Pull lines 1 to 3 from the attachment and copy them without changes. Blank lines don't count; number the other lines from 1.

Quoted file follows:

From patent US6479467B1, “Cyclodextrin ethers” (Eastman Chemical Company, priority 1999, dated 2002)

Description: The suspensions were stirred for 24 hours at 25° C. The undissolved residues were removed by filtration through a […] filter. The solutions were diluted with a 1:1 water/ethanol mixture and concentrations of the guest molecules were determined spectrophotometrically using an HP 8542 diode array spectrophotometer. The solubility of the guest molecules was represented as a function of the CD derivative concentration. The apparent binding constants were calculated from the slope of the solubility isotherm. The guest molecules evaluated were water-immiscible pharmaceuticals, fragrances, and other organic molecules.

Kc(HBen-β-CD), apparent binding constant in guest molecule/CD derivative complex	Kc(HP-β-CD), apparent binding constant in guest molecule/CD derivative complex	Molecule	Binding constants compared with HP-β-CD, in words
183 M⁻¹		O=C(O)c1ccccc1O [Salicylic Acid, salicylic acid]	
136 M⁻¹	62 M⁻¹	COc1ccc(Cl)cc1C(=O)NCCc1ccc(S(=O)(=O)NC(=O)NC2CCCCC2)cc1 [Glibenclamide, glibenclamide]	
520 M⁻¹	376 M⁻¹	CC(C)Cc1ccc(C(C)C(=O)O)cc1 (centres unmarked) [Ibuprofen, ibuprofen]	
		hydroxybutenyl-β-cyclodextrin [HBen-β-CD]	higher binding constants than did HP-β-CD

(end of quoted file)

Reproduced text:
From patent US6479467B1, “Cyclodextrin ethers” (Eastman Chemical Company, priority 1999, dated 2002)

Description: The suspensions were stirred for 24 hours at 25° C. The undissolved residues were removed by filtration through a […] filter. The solutions were diluted with a 1:1 water/ethanol mixture and concentrations of the guest molecules were determined spectrophotometrically using an HP 8542 diode array spectrophotometer. The solubility of the guest molecules was represented as a function of the CD derivative concentration. The apparent binding constants were calculated from the slope of the solubility isotherm. The guest molecules evaluated were water-immiscible pharmaceuticals, fragrances, and other organic molecules.

Kc(HBen-β-CD), apparent binding constant in guest molecule/CD derivative complex	Kc(HP-β-CD), apparent binding constant in guest molecule/CD derivative complex	Molecule	Binding constants compared with HP-β-CD, in words